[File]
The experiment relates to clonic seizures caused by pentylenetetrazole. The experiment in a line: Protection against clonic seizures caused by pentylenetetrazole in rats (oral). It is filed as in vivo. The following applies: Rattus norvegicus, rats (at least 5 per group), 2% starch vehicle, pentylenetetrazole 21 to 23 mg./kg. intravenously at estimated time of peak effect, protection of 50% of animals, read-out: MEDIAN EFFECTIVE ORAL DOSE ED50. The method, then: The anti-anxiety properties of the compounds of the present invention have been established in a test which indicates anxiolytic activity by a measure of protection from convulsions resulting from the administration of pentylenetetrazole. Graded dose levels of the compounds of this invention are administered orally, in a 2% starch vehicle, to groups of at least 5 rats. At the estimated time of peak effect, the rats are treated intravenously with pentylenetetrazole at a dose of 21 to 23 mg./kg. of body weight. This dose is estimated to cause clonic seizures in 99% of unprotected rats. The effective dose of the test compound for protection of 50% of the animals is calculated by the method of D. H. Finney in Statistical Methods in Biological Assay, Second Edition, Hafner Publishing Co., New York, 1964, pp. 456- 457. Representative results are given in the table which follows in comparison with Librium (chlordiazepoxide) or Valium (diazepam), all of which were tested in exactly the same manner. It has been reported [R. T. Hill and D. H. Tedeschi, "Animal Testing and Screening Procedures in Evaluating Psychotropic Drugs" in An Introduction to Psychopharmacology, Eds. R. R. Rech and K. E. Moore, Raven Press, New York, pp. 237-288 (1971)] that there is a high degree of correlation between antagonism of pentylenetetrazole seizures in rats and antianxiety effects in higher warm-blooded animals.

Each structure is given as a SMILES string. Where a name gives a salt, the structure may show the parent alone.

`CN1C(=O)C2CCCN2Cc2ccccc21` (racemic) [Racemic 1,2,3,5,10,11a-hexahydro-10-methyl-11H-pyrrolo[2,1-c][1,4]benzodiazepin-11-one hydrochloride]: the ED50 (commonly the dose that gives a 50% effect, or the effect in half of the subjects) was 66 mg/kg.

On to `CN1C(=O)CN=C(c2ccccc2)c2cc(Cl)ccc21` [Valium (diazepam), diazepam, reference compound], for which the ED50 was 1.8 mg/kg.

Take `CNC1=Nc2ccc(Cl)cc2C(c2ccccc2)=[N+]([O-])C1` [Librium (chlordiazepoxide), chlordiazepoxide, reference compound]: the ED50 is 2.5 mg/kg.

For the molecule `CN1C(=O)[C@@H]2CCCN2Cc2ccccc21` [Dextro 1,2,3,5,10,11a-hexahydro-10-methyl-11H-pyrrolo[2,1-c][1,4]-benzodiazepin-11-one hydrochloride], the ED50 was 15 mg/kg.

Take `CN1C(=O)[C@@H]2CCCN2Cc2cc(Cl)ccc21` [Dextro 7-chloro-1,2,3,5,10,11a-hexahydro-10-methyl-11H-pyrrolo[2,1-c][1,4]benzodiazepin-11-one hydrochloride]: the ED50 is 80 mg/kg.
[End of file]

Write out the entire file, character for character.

The experiment relates to clonic seizures caused by pentylenetetrazole. The experiment in a line: Protection against clonic seizures caused by pentylenetetrazole in rats (oral). It is filed as in vivo. The following applies: Rattus norvegicus, rats (at least 5 per group), 2% starch vehicle, pentylenetetrazole 21 to 23 mg./kg. intravenously at estimated time of peak effect, protection of 50% of animals, read-out: MEDIAN EFFECTIVE ORAL DOSE ED50. The method, then: The anti-anxiety properties of the compounds of the present invention have been established in a test which indicates anxiolytic activity by a measure of protection from convulsions resulting from the administration of pentylenetetrazole. Graded dose levels of the compounds of this invention are administered orally, in a 2% starch vehicle, to groups of at least 5 rats. At the estimated time of peak effect, the rats are treated intravenously with pentylenetetrazole at a dose of 21 to 23 mg./kg. of body weight. This dose is estimated to cause clonic seizures in 99% of unprotected rats. The effective dose of the test compound for protection of 50% of the animals is calculated by the method of D. H. Finney in Statistical Methods in Biological Assay, Second Edition, Hafner Publishing Co., New York, 1964, pp. 456- 457. Representative results are given in the table which follows in comparison with Librium (chlordiazepoxide) or Valium (diazepam), all of which were tested in exactly the same manner. It has been reported [R. T. Hill and D. H. Tedeschi, "Animal Testing and Screening Procedures in Evaluating Psychotropic Drugs" in An Introduction to Psychopharmacology, Eds. R. R. Rech and K. E. Moore, Raven Press, New York, pp. 237-288 (1971)] that there is a high degree of correlation between antagonism of pentylenetetrazole seizures in rats and antianxiety effects in higher warm-blooded animals.

Each structure is given as a SMILES string. Where a name gives a salt, the structure may show the parent alone.

`CN1C(=O)C2CCCN2Cc2ccccc21` (racemic) [Racemic 1,2,3,5,10,11a-hexahydro-10-methyl-11H-pyrrolo[2,1-c][1,4]benzodiazepin-11-one hydrochloride]: the ED50 (commonly the dose that gives a 50% effect, or the effect in half of the subjects) was 66 mg/kg.

On to `CN1C(=O)CN=C(c2ccccc2)c2cc(Cl)ccc21` [Valium (diazepam), diazepam, reference compound], for which the ED50 was 1.8 mg/kg.

Take `CNC1=Nc2ccc(Cl)cc2C(c2ccccc2)=[N+]([O-])C1` [Librium (chlordiazepoxide), chlordiazepoxide, reference compound]: the ED50 is 2.5 mg/kg.

For the molecule `CN1C(=O)[C@@H]2CCCN2Cc2ccccc21` [Dextro 1,2,3,5,10,11a-hexahydro-10-methyl-11H-pyrrolo[2,1-c][1,4]-benzodiazepin-11-one hydrochloride], the ED50 was 15 mg/kg.

Take `CN1C(=O)[C@@H]2CCCN2Cc2cc(Cl)ccc21` [Dextro 7-chloro-1,2,3,5,10,11a-hexahydro-10-methyl-11H-pyrrolo[2,1-c][1,4]benzodiazepin-11-one hydrochloride]: the ED50 is 80 mg/kg.